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Rick

2016 ECU reset?

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Rick

After seeing this in regard to pre 2016 NC's I wondered if there is a similar ECU reset for post 2016 bikes, or may-be they do not have any problems in this area?

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SteveThackery

Now this is weird.  I've got the official 2016 shop manual in front of me and I cannot find any mention of an ECU reset procedure.  Rick - are you referring to the ECU recalibrate procedure, where you start the engine from cold and let it run until the fan kicks in?  If so, I can't find any mention of it.  If you are referring to the method for wiping out stored fault codes, I can let you know how to do that.

 

Folks: does anyone know where the procedure is described for the earlier models?  Can you let me know the manual section?  If so, I might guide me to the right spot in the 2016 manual.

 

Or, could it be that there never was an official ECU reset, and it's just a story that has grown by repetition?

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embee
8 hours ago, SteveThackery said:

Or, could it be that there never was an official ECU reset, and it's just a story that has grown by repetition?

I believe it is this, but may be wrong. It's one of those things that if it works it might be helpful, if it doesn't there's no harm, so on balance it's worth a try.

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SteveThackery
1 minute ago, embee said:

It's one of those things that if it works it might be helpful, if it doesn't there's no harm, so on balance it's worth a try.

 

Indeed, yes.  But if it is just an old wive's tale then we shouldn't keep repeating it with authority, like it's a fact comparable with the DCT recalibration (which is in the manual).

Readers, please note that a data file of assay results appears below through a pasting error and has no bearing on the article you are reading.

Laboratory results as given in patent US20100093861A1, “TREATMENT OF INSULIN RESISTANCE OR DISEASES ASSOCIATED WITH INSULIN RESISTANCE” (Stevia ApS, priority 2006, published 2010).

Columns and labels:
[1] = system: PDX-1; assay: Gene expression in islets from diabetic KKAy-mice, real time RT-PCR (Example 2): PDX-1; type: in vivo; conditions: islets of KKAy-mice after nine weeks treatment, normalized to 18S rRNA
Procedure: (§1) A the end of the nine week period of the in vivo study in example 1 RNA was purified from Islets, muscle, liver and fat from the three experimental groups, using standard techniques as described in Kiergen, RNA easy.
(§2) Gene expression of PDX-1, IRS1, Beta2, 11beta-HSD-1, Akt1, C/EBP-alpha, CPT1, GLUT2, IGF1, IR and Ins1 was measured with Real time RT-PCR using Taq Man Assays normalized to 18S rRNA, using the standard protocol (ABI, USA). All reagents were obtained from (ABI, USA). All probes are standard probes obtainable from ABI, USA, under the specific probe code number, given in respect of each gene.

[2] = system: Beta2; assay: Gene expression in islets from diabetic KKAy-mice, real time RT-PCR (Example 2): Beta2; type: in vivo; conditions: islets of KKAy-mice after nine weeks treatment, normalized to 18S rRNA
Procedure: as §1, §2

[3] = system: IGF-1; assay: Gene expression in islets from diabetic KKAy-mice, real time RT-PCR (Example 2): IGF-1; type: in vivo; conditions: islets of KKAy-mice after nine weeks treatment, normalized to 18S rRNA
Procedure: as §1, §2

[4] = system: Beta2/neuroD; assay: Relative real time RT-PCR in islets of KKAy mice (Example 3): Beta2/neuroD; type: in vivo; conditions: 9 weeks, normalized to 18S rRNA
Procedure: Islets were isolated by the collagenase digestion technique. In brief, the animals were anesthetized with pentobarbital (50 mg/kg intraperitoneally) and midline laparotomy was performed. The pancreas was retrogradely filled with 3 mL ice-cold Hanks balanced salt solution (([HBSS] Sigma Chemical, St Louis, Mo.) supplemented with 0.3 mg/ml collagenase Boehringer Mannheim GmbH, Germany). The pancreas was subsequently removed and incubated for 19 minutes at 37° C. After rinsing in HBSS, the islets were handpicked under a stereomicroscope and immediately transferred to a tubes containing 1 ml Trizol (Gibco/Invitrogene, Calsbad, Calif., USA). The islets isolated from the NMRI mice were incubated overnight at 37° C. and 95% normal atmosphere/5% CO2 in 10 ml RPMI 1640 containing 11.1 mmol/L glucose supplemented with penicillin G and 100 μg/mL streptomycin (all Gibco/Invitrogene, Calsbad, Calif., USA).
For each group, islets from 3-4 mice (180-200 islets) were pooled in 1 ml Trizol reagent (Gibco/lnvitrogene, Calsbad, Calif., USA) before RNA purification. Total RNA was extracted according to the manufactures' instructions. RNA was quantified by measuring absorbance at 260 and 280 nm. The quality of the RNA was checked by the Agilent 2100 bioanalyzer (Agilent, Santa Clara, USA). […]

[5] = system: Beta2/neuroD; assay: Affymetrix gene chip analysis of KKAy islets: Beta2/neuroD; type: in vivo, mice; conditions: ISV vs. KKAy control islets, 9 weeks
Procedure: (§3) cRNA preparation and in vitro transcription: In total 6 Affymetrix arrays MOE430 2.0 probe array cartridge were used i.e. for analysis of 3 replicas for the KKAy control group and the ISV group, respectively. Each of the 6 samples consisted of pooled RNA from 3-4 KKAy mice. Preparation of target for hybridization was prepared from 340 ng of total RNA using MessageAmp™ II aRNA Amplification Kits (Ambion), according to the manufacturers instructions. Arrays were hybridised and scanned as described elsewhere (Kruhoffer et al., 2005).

Murray - when it comes to ECUs calibrating themselves (or "learning" as I've heard it described), have you a good understanding of what they actually do?  I've tried to find a detailed account of what they are doing, but at best got some hand-waving and vague stuff about "adjusting for wear and tear", etc, which doesn't help explain the learning algorithm or process at all.

As our forum guru we turn to you for answers like this!  :)

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embee

I agree about the repeating, and I usually try to add a caveat when referring to it. I don't know where we could get any confirmation or denial other than Honda, and if it isn't in the workshop manual I doubt it's a genuine feature, but until proven wrong we may as well suggest it with the appropriate qualifying statement that it's not proven.

 

ECUs can be "adaptive" in that under certain conditions they can adjust a reference value in order to get the system working "mid-range" so to speak.

For example, the so-called reset procedure we are discussing could work by looking at the feedback from the lambda sensor and see where it is working. If it turns out the swings were biased towards lean correction for example, it could adjust the base setting to be slightly leaner (shorter injection time) to balance the correction. Due to the sensitive nature of such things it usually only works under specific conditions (e.g. no throttle inputs during warm up until fan runs etc) to avoid spurious alterations. It could also use it for referencing the idle air controller.